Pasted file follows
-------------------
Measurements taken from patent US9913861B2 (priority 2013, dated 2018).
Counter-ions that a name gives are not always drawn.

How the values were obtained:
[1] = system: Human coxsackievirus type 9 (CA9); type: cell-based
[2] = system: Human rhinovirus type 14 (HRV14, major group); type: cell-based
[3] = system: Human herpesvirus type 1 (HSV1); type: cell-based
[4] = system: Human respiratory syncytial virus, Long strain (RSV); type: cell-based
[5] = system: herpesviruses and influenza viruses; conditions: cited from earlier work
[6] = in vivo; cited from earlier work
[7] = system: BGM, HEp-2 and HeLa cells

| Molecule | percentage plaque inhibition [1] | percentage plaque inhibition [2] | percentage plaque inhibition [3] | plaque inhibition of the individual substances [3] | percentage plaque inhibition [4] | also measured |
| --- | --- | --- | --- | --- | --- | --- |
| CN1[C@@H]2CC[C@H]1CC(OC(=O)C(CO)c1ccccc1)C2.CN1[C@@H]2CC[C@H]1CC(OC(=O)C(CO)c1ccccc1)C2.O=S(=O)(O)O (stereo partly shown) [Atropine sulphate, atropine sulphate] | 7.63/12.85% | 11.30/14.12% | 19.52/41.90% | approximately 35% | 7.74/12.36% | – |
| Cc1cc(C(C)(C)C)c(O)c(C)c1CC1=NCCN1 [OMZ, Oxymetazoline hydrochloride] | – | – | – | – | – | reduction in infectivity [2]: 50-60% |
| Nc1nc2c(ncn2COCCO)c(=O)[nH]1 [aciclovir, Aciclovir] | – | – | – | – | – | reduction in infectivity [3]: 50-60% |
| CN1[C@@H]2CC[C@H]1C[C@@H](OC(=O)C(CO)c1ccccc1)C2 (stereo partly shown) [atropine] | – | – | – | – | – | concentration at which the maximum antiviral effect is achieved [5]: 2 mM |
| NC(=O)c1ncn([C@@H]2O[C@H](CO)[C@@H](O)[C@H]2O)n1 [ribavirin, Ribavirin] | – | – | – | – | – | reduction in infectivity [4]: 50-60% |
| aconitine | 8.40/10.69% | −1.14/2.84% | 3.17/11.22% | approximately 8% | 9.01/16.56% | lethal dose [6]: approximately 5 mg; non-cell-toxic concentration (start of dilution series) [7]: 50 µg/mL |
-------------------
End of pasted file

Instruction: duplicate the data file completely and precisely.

Measurements taken from patent US9913861B2 (priority 2013, dated 2018).
Counter-ions that a name gives are not always drawn.

How the values were obtained:
[1] = system: Human coxsackievirus type 9 (CA9); type: cell-based
[2] = system: Human rhinovirus type 14 (HRV14, major group); type: cell-based
[3] = system: Human herpesvirus type 1 (HSV1); type: cell-based
[4] = system: Human respiratory syncytial virus, Long strain (RSV); type: cell-based
[5] = system: herpesviruses and influenza viruses; conditions: cited from earlier work
[6] = in vivo; cited from earlier work
[7] = system: BGM, HEp-2 and HeLa cells

| Molecule | percentage plaque inhibition [1] | percentage plaque inhibition [2] | percentage plaque inhibition [3] | plaque inhibition of the individual substances [3] | percentage plaque inhibition [4] | also measured |
| --- | --- | --- | --- | --- | --- | --- |
| CN1[C@@H]2CC[C@H]1CC(OC(=O)C(CO)c1ccccc1)C2.CN1[C@@H]2CC[C@H]1CC(OC(=O)C(CO)c1ccccc1)C2.O=S(=O)(O)O (stereo partly shown) [Atropine sulphate, atropine sulphate] | 7.63/12.85% | 11.30/14.12% | 19.52/41.90% | approximately 35% | 7.74/12.36% | – |
| Cc1cc(C(C)(C)C)c(O)c(C)c1CC1=NCCN1 [OMZ, Oxymetazoline hydrochloride] | – | – | – | – | – | reduction in infectivity [2]: 50-60% |
| Nc1nc2c(ncn2COCCO)c(=O)[nH]1 [aciclovir, Aciclovir] | – | – | – | – | – | reduction in infectivity [3]: 50-60% |
| CN1[C@@H]2CC[C@H]1C[C@@H](OC(=O)C(CO)c1ccccc1)C2 (stereo partly shown) [atropine] | – | – | – | – | – | concentration at which the maximum antiviral effect is achieved [5]: 2 mM |
| NC(=O)c1ncn([C@@H]2O[C@H](CO)[C@@H](O)[C@H]2O)n1 [ribavirin, Ribavirin] | – | – | – | – | – | reduction in infectivity [4]: 50-60% |
| aconitine | 8.40/10.69% | −1.14/2.84% | 3.17/11.22% | approximately 8% | 9.01/16.56% | lethal dose [6]: approximately 5 mg; non-cell-toxic concentration (start of dilution series) [7]: 50 µg/mL |